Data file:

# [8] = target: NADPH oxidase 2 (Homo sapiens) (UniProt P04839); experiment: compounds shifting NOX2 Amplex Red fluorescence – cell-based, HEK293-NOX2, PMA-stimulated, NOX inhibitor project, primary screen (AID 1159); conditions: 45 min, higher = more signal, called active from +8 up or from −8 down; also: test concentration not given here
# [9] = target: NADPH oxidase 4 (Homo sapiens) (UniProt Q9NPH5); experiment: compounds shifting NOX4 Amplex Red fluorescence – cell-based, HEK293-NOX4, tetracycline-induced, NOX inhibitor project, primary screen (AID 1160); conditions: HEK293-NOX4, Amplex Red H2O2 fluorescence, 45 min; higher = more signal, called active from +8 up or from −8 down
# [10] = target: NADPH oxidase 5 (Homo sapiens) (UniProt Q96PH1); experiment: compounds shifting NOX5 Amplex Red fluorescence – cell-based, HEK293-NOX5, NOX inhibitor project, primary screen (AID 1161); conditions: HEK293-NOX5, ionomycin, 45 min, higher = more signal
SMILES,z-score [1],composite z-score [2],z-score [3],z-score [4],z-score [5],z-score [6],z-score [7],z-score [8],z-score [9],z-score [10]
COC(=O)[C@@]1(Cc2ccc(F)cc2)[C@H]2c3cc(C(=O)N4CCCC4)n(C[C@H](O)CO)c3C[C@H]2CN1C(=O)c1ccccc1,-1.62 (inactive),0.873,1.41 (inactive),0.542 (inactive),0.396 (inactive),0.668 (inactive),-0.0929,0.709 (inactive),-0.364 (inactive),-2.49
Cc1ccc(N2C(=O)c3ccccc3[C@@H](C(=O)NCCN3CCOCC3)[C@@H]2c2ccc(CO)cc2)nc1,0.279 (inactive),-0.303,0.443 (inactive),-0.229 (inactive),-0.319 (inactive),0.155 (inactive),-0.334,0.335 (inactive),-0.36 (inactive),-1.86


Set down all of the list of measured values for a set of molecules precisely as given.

# [8] = target: NADPH oxidase 2 (Homo sapiens) (UniProt P04839); experiment: compounds shifting NOX2 Amplex Red fluorescence – cell-based, HEK293-NOX2, PMA-stimulated, NOX inhibitor project, primary screen (AID 1159); conditions: 45 min, higher = more signal, called active from +8 up or from −8 down; also: test concentration not given here
# [9] = target: NADPH oxidase 4 (Homo sapiens) (UniProt Q9NPH5); experiment: compounds shifting NOX4 Amplex Red fluorescence – cell-based, HEK293-NOX4, tetracycline-induced, NOX inhibitor project, primary screen (AID 1160); conditions: HEK293-NOX4, Amplex Red H2O2 fluorescence, 45 min; higher = more signal, called active from +8 up or from −8 down
# [10] = target: NADPH oxidase 5 (Homo sapiens) (UniProt Q96PH1); experiment: compounds shifting NOX5 Amplex Red fluorescence – cell-based, HEK293-NOX5, NOX inhibitor project, primary screen (AID 1161); conditions: HEK293-NOX5, ionomycin, 45 min, higher = more signal
SMILES,z-score [1],composite z-score [2],z-score [3],z-score [4],z-score [5],z-score [6],z-score [7],z-score [8],z-score [9],z-score [10]
COC(=O)[C@@]1(Cc2ccc(F)cc2)[C@H]2c3cc(C(=O)N4CCCC4)n(C[C@H](O)CO)c3C[C@H]2CN1C(=O)c1ccccc1,-1.62 (inactive),0.873,1.41 (inactive),0.542 (inactive),0.396 (inactive),0.668 (inactive),-0.0929,0.709 (inactive),-0.364 (inactive),-2.49
Cc1ccc(N2C(=O)c3ccccc3[C@@H](C(=O)NCCN3CCOCC3)[C@@H]2c2ccc(CO)cc2)nc1,0.279 (inactive),-0.303,0.443 (inactive),-0.229 (inactive),-0.319 (inactive),0.155 (inactive),-0.334,0.335 (inactive),-0.36 (inactive),-1.86